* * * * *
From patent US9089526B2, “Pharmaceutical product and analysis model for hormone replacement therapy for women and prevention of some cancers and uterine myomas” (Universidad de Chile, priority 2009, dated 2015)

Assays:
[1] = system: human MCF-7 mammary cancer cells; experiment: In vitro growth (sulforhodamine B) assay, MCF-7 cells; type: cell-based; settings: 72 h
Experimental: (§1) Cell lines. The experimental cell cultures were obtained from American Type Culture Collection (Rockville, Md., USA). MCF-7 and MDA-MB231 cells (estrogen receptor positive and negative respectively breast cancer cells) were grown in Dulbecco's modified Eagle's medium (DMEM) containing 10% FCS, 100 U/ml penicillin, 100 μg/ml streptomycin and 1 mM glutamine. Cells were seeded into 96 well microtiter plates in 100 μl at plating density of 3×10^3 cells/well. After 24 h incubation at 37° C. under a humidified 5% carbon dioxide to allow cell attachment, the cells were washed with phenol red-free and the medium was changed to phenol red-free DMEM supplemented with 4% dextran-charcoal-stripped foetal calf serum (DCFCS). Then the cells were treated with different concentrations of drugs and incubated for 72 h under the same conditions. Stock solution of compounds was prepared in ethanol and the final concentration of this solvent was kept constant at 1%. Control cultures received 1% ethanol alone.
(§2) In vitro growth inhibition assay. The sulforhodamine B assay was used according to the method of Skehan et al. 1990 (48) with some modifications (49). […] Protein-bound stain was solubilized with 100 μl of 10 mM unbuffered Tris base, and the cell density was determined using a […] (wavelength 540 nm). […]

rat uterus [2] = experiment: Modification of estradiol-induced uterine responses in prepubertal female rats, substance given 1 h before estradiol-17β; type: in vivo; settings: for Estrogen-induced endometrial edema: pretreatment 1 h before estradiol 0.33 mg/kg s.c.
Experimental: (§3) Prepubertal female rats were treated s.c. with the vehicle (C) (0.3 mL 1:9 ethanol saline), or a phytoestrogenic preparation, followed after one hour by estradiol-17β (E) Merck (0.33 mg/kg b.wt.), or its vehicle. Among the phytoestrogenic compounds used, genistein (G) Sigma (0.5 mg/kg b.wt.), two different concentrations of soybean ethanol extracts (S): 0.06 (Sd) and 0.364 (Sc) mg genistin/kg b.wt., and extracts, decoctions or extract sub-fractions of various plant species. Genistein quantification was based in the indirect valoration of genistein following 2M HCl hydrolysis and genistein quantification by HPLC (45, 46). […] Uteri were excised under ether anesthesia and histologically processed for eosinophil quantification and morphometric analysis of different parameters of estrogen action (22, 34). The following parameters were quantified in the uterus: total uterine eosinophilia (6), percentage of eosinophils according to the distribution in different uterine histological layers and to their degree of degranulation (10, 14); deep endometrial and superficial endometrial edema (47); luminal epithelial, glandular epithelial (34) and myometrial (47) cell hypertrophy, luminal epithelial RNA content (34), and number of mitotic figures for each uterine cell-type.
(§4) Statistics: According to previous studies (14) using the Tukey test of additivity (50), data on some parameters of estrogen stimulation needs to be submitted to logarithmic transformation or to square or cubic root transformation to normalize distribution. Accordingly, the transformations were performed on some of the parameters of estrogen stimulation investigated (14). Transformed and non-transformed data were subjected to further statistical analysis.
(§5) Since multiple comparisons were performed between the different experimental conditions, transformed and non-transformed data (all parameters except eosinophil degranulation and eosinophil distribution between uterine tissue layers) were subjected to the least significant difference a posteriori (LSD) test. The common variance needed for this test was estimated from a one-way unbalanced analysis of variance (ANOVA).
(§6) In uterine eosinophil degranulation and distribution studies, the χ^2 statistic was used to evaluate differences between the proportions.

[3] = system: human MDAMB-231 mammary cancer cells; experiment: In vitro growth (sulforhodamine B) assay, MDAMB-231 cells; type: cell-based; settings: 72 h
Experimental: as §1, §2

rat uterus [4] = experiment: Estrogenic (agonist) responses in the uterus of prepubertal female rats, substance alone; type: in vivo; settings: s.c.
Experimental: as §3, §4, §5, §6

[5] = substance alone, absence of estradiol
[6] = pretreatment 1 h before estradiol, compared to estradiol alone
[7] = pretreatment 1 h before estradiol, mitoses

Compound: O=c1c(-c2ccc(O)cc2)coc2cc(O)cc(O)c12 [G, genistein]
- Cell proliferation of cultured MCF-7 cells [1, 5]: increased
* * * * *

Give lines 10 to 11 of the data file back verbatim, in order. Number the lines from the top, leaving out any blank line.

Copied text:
(§6) In uterine eosinophil degranulation and distribution studies, the χ^2 statistic was used to evaluate differences between the proportions.

[3] = system: human MDAMB-231 mammary cancer cells; experiment: In vitro growth (sulforhodamine B) assay, MDAMB-231 cells; type: cell-based; settings: 72 h